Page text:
Students and real estate professionals got a refreshingly honest view of the competitive and contentious world of development April 28 at a New York City panel discussion sponsored by the School of Hotel Administration and the Cornell SC Johnson College of Business. The event was organized by the Center for Real Estate and Finance.
The second annual “Titans of Real Estate” event at Manhattan’s Pierre Hotel featured Sandeep Mathrani, Steven Roth and David Simon.
Richard Baker ’88, who served as moderator, called the panelists “three of the very smartest real estate people in the United States, maybe the world.” Baker is governor and chief executive of Hudson’s Bay Co., the oldest company in North America.
All three described how they had built real estate empires by rescuing or buying failing companies, doing the math and taking risks, when others advised them to sit tight.
Mathrani, chief executive officer of General Growth Properties – valued at $33 billion – described how he came to the United States from India at the age of 16 on a Rotary scholarship. As a civil engineer working in construction in 1986, Mathrani said he sold his Nissan Sentra for $3,500 to help finance his first home in Alexandria, Virginia. He sold the $58,000 property a year later at a profit of nearly $20,000 and realized, “I really like this ... .”
Mathrani advised college students and young executives in the audience of nearly 350 to “follow your passion. Don’t be afraid. ... I’ve made many mistakes. I think you learn from mistakes.”
Simon, chairman of the board and chief executive officer of Simon Property Group, said, “You have to keep changing your mindset, [and] you need to continue to have flexibility” to survive and continue to grow in the real estate development business.
“You’ve got to be fast on your feet today. You can’t be hamstrung,” Simon said.
Roth, chairman of the board and chief executive officer of Vornado Realty Trust, agreed that the world is encountering unbelievable change, and developers must shift with it to thrive. “We try to stay out of the dangerous part of the change and stay in the positive flow of change,” he said.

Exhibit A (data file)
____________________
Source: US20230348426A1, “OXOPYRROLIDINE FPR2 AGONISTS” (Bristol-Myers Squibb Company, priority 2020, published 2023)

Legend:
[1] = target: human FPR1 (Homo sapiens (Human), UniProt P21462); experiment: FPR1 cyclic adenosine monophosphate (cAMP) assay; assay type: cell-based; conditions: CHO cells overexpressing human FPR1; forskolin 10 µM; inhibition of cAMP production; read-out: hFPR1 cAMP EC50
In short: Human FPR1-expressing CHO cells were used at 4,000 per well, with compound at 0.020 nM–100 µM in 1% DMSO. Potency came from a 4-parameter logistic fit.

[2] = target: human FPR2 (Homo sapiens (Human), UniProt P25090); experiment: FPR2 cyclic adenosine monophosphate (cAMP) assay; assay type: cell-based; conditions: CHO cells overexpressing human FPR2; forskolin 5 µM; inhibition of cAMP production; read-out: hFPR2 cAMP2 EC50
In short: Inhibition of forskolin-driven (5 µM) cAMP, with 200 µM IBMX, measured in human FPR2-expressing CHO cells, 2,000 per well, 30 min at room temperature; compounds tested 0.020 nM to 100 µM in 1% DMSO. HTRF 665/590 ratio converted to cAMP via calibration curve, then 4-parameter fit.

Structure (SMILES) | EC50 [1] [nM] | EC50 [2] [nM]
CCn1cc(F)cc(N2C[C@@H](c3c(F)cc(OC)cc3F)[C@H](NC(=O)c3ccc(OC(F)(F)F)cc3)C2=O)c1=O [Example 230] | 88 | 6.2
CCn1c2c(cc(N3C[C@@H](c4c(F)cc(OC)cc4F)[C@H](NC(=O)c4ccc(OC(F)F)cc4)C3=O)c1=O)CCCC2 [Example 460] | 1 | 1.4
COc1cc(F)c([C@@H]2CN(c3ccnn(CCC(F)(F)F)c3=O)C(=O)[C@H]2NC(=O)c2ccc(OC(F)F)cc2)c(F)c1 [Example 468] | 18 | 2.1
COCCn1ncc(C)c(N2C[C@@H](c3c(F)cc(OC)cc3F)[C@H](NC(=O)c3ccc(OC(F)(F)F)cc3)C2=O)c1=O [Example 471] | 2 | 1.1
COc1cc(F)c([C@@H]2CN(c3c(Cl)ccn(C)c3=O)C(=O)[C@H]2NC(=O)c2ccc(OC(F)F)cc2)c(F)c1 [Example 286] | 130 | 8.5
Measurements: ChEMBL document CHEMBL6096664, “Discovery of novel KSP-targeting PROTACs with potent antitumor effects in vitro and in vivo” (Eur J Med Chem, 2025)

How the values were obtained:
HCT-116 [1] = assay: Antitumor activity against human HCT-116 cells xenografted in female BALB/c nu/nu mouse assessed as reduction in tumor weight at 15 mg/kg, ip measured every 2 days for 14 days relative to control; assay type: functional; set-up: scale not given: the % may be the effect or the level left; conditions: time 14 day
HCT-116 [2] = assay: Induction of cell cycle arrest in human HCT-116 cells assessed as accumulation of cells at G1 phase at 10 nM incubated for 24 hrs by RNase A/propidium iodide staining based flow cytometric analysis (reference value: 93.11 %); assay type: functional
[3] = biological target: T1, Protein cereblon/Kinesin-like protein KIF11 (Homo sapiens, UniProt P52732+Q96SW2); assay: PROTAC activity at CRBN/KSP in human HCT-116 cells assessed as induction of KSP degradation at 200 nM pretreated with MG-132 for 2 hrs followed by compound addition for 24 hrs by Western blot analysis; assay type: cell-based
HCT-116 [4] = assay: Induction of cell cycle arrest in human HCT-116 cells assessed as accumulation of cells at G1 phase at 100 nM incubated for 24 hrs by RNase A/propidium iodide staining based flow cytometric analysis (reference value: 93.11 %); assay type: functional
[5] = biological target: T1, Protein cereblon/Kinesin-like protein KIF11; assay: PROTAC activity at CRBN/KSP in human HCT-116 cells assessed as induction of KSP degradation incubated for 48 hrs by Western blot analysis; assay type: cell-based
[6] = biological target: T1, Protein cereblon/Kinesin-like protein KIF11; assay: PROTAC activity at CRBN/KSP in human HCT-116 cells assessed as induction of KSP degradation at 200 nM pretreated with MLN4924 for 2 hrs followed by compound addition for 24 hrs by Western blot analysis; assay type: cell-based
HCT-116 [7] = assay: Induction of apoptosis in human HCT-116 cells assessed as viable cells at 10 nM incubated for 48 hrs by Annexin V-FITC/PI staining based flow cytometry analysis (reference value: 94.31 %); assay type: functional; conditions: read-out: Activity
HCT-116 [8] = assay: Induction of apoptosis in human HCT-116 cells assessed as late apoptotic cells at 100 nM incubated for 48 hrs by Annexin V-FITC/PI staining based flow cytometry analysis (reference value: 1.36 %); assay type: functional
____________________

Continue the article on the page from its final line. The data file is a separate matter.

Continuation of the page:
All three business executives stressed the importance of mentoring.
Simon said the first time he asked his father for advice was when Bruce Wasserstein and Joseph Perella were founding their Wall Street investment firm, and Simon decided to follow in their footsteps. “Always learn at the feet of the masters,” was his father’s insight.
Mathrani said he has always learned from the masters: When he first met Baker in 1991, the pair differed over which shopping center developer should pay for a $25,000 traffic light. “We split it,” Baker said. “I'm sure I paid for it” was Mathrani’s recollection, triggering laughter in the audience.
Mathrani said he first met Roth in 1994 while trying to buy a company. He eventually served as president of retail at Roth’s realty company. He still addresses his 75-year-old mentor as “Papa.”
Roth joined the panelists in stressing the importance of attracting and retaining female executives.
“We’re just looking for talent,” Roth said, noting his company currently has hired more women in its sales, marketing and legal operations.
During opening remarks, Soumitra Dutta, dean of Cornell SC Johnson, said, “We look forward to putting Cornell on the map in terms of real estate.”
Jon Craig ’80 is a journalist based in New York City.